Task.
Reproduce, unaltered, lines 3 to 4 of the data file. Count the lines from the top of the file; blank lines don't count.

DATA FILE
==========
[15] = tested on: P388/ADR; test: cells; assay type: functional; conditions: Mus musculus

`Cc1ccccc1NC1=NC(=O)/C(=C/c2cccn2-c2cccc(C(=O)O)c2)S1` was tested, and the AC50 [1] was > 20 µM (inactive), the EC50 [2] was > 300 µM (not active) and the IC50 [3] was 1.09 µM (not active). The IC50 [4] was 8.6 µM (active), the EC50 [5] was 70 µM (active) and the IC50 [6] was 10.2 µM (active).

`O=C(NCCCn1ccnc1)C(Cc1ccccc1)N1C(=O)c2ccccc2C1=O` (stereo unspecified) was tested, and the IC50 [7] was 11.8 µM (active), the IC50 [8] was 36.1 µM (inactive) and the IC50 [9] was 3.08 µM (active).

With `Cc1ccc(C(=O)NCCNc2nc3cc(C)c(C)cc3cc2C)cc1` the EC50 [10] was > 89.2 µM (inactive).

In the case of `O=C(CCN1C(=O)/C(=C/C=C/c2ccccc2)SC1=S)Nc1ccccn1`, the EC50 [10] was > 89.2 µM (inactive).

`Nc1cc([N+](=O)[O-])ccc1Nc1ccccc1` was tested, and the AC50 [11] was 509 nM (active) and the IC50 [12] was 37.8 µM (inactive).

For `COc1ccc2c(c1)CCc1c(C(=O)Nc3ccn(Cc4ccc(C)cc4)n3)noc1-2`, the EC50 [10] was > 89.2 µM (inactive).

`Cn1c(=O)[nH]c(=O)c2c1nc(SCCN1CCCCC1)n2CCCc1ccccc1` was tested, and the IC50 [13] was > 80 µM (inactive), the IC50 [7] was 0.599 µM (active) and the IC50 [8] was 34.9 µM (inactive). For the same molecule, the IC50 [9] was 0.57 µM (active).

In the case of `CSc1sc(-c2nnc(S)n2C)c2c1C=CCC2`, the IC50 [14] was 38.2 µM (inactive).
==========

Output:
`O=C(NCCCn1ccnc1)C(Cc1ccccc1)N1C(=O)c2ccccc2C1=O` (stereo unspecified) was tested, and the IC50 [7] was 11.8 µM (active), the IC50 [8] was 36.1 µM (inactive) and the IC50 [9] was 3.08 µM (active).

With `Cc1ccc(C(=O)NCCNc2nc3cc(C)c(C)cc3cc2C)cc1` the EC50 [10] was > 89.2 µM (inactive).